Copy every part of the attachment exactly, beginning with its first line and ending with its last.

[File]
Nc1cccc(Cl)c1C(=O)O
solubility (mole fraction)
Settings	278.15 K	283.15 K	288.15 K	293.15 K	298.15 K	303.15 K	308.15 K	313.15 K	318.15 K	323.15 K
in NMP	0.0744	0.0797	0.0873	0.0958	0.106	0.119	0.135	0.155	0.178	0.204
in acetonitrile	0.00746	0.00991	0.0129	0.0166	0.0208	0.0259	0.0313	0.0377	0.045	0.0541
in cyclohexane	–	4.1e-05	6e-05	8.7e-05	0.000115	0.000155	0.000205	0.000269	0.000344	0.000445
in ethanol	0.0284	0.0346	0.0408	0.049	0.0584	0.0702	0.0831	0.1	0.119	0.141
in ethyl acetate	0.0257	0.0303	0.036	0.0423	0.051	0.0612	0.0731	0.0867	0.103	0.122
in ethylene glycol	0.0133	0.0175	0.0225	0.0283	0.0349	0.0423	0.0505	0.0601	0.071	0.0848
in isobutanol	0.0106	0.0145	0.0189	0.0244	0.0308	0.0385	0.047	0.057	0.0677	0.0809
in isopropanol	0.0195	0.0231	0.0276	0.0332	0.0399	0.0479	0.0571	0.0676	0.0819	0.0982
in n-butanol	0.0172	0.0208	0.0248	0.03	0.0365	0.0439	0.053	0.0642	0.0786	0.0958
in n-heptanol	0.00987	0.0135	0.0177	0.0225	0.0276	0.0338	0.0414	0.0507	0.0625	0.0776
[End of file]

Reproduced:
Nc1cccc(Cl)c1C(=O)O
solubility (mole fraction)
Settings	278.15 K	283.15 K	288.15 K	293.15 K	298.15 K	303.15 K	308.15 K	313.15 K	318.15 K	323.15 K
in NMP	0.0744	0.0797	0.0873	0.0958	0.106	0.119	0.135	0.155	0.178	0.204
in acetonitrile	0.00746	0.00991	0.0129	0.0166	0.0208	0.0259	0.0313	0.0377	0.045	0.0541
in cyclohexane	–	4.1e-05	6e-05	8.7e-05	0.000115	0.000155	0.000205	0.000269	0.000344	0.000445
in ethanol	0.0284	0.0346	0.0408	0.049	0.0584	0.0702	0.0831	0.1	0.119	0.141
in ethyl acetate	0.0257	0.0303	0.036	0.0423	0.051	0.0612	0.0731	0.0867	0.103	0.122
in ethylene glycol	0.0133	0.0175	0.0225	0.0283	0.0349	0.0423	0.0505	0.0601	0.071	0.0848
in isobutanol	0.0106	0.0145	0.0189	0.0244	0.0308	0.0385	0.047	0.057	0.0677	0.0809
in isopropanol	0.0195	0.0231	0.0276	0.0332	0.0399	0.0479	0.0571	0.0676	0.0819	0.0982
in n-butanol	0.0172	0.0208	0.0248	0.03	0.0365	0.0439	0.053	0.0642	0.0786	0.0958
in n-heptanol	0.00987	0.0135	0.0177	0.0225	0.0276	0.0338	0.0414	0.0507	0.0625	0.0776